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Chapter 3

Early African Societies and the Bantu Migrations

QuestionAnswer
What is mummification? The process of preserving corpses done by Egyptian's three thousand years ago.
Why did people mummify bodies? How were the bodies treated? Wealthy Egyptians mummified as a funerary ritual. Families of the deceased brought nourishment for the body and sometimes decorated the tomb.
What did the process of mummification represent of the society? Agriculture; food offerings were often the local crops, tomb paintings were of cultivation, and abundant harvests allowed for wealth to accumulate and support elaborate rituals. Religion was also practiced with agriculture as the frame of refernce.
Explain the path of agriculture in Africa. With roots in Sudan, African agriculture moved to the Nile River Valley and sub-Saharan Africa. It flourished in Egypt and Nubia.
How did societies of the past and around them influence Nubia and Egypt? Like Mesopotamia, Egypt and Nubia used their agricultural abundance to organize states, job specialization, and develop culture. They traded with Mesopotamians, Phoenicians, and other Africans. Occasionally, they attempted imperialism.
What was the significance of Egypt and Nubia in their early development? Egypt: Productive agricultural economy (advantageous geography). Traded with east Mediterraneans and southwest Asians. Nubia: Bridge for domestication of crops and animals to Egypt. While not as powerful as Egypt, it was a sophisticated society.
What enabled agriculture in the Sudan region? After the last ice age, the climate in Africa changed for the better. In the Sudan region, grasses and cattle were abundant. People could either hunt wild cattle, collect wild grains, or fish.
How was the transition into agriculture for the Sudanic people? After a period of nomadism, the Sudanic made permanent settlements where they cultivated sorghum, and later yams. Sudanic agriculture became increasingly diverse over a few centuries with the introduction of sheeps, goats, gourds, watermelon, and cotton.
How did religion play a role in Sudanic governments? Around 500 B.C.E, monarchs were viewed as divine or semidivine beings.
Where did the African people go after a period of climate change? After 5000 B.C.E, Africa experienced a detrimental climate change. Many herders gathered around bodies of water, others moved to what is now northern Uganda, while many lived around the Nile River.
Why was the Nile River good for agriculture? Because it frequently flooded, leaving a fertile, rich residue that allowed for productive agriculture.
Describe the agriculture of Egyptians and Nubians around 5000 B.C.E. Egypt: Cultivators wen to into the floodplains during the summer, sowed seeds without soil prep., allowed crops to mature in the fall, and harvested in winter and spring. Nubia: Relied on prepared fields and irrigation from the Nile.
How did the organization of Egypt and Nubia differ from that of Mesopotamia? While both used political organization for public affairs, Egypt and Nubia never faced external pressures that threatened Mesopotamia, mainly because the Red Sea, Mediterranean Sea, and dangerous deserts discouraged foreign invasion.
What was the organization of Egyptian and Nubian states? The earliest states were small kingdoms, appearing first in southern Egypt and Nubia after 4000 B.C.E. Later, small local kingdoms organized public life throughout Egypt and Nubia.
Who was Menes? A conqueror who gained power and extended his authority north and into the delta/Lower Egypt. He supposedly founded Memphis, near today's Cairo. He and his successors built a centralized state ruled by the pharaoh.
What is a pharaoh? A pharaoh was an Egyptian king, many of which claimed to be divine gods on earth with absolute dominion. They were associated with Horus, the sky god, and later Amon, the sun god.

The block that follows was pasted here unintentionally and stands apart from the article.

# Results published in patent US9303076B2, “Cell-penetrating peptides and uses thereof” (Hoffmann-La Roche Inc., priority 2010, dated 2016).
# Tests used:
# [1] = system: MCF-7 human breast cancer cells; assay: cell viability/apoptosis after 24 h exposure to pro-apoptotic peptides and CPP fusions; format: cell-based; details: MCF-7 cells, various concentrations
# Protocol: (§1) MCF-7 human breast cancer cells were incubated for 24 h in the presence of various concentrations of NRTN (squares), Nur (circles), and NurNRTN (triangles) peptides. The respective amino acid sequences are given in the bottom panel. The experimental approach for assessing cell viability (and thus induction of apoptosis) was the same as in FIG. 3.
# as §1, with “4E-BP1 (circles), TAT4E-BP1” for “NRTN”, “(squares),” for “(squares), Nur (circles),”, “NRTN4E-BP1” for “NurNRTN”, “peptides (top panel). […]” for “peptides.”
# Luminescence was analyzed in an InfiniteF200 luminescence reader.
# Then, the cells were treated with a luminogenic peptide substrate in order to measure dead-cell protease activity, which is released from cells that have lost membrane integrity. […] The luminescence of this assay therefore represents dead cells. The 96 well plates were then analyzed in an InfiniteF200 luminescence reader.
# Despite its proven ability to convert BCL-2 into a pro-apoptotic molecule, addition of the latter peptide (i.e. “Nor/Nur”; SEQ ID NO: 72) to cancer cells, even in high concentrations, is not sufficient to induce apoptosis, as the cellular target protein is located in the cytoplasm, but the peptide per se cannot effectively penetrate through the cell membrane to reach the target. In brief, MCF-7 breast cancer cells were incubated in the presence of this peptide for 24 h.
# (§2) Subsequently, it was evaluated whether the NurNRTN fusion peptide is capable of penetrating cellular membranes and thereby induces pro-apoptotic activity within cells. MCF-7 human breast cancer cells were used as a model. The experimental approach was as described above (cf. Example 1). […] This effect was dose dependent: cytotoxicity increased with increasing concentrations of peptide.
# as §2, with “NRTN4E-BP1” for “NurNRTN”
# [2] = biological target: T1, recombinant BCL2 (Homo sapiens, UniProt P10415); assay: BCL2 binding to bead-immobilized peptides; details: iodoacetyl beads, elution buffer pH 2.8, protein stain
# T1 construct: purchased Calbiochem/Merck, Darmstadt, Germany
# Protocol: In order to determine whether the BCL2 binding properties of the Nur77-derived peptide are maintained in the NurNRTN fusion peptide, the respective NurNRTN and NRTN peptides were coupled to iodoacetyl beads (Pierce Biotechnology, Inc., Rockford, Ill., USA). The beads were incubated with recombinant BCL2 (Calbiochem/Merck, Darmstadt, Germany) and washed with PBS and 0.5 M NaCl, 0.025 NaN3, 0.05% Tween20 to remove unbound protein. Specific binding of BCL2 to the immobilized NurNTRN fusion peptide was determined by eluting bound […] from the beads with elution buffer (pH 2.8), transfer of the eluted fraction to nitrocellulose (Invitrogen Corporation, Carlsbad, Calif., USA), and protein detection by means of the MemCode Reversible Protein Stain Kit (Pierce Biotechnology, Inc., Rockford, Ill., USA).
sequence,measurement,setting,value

What characterized the Old Kingdom (2660-2160 B.C.E)? Massive pyramids constructed as royal tombs, standing today at Giza, near Cairo. They symbolized the pharaoh's power to dictate resource usage.
How was the relationship between Egypt and Nubia? Nubia and Egypt were closely intertwined, Egypt showing political and commercial interest in Nubia. Nubia, while equally interested, wanted to protect their independence from their neighbor, and sought after profit by controlling trade in the Nile.
How was the kingdom of Kush created? With conflicts between Egypt and Nubia, pharaohs established military campaigns to Nubia, destroying the kingdom Ta-Seti, leading to Egypt's domination of Lower Nubia, forcing Nubians to focus politics in Upper Nubia. They established the kingdom of Kush.
Who was Harkhuf? An Egyptian explorer who traveled to Nubia four times, returning with cargo that stimulated Egyptian desire to trade with their southern land.
Who were the Hyksos? When the Egyptians encountered people known as the Hyksos, Semitic horse-riding nomads, it was clear they had technological and military advantages over the Egyptians, who, in response, organized revolts that pushed the Hyksos out of the Nile Delta.
What was the New Kingdom like? Society in the New Kingdom was productive and successful; agriculture supported 4 million people, an army, and government. The bureaucracy divided jobs among offices. They didn't erect big pyramids, but temples, palaces, and statues to show authority.
What made up Egyptian imperialism? To prevent invasions after expelling the Hyksos, Egyptians sought control of suspicious regions. Pharoah Tuthmosis III personally led campaigns and dominated parts of the east Mediterranean and north Africa. New Kingdom rulers later conquered Nubia.
How was the new kingdom of Kush created? What was its new capital? In 1100 B.C.E, Egypt vacated Nubia. After, Nubian leaders created the new kingdom of Kush with a new capital; Napata. Rulers of this kingdom were then powerful enough to invade an internally disputing Egypt.
What was the Kushite dynasty? After being conquered by King Kashta, Egypt was ruled under a Kushite dynasty. Kashta's successors consolidated Kushite authority in Upper Egypt, claimed pharaoh-hood, and extended their rule to the Nile delta and on.
What happened in the Assyrian invasion of Egypt? The Assyrians, equipped with iron weaponry, invaded Egypt, driving out the Kushites, and subjecting the Egyptians to Assyrian rule.
What cultural events were happening in Egypt? Specialization of labor, clearly defined social class divisions, emergence of patriarchal societies, and usage of writing systems to create literature expressing religious reflection and preserving commercial/government information.